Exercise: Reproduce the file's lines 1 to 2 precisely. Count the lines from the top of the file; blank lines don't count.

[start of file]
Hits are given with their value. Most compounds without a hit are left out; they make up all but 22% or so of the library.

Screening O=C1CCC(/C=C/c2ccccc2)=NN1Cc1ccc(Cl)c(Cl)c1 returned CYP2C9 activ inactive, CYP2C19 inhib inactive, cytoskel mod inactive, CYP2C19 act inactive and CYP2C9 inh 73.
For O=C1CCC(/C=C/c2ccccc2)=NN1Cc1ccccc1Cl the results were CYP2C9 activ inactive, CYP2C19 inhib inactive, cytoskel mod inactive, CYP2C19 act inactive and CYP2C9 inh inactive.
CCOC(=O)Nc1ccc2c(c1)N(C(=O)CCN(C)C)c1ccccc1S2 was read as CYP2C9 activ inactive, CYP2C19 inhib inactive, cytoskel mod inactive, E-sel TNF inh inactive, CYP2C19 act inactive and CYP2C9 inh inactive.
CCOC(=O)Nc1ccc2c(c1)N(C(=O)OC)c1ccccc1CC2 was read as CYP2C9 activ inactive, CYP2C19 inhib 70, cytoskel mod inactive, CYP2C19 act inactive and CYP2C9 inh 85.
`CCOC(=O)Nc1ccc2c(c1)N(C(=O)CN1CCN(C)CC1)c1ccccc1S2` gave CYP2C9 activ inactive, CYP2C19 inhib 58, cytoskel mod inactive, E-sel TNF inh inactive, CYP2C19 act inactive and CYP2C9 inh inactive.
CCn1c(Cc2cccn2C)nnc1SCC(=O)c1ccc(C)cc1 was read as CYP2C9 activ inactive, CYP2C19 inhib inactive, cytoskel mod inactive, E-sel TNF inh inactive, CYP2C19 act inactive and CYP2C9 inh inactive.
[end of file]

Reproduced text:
Hits are given with their value. Most compounds without a hit are left out; they make up all but 22% or so of the library.

Screening O=C1CCC(/C=C/c2ccccc2)=NN1Cc1ccc(Cl)c(Cl)c1 returned CYP2C9 activ inactive, CYP2C19 inhib inactive, cytoskel mod inactive, CYP2C19 act inactive and CYP2C9 inh 73.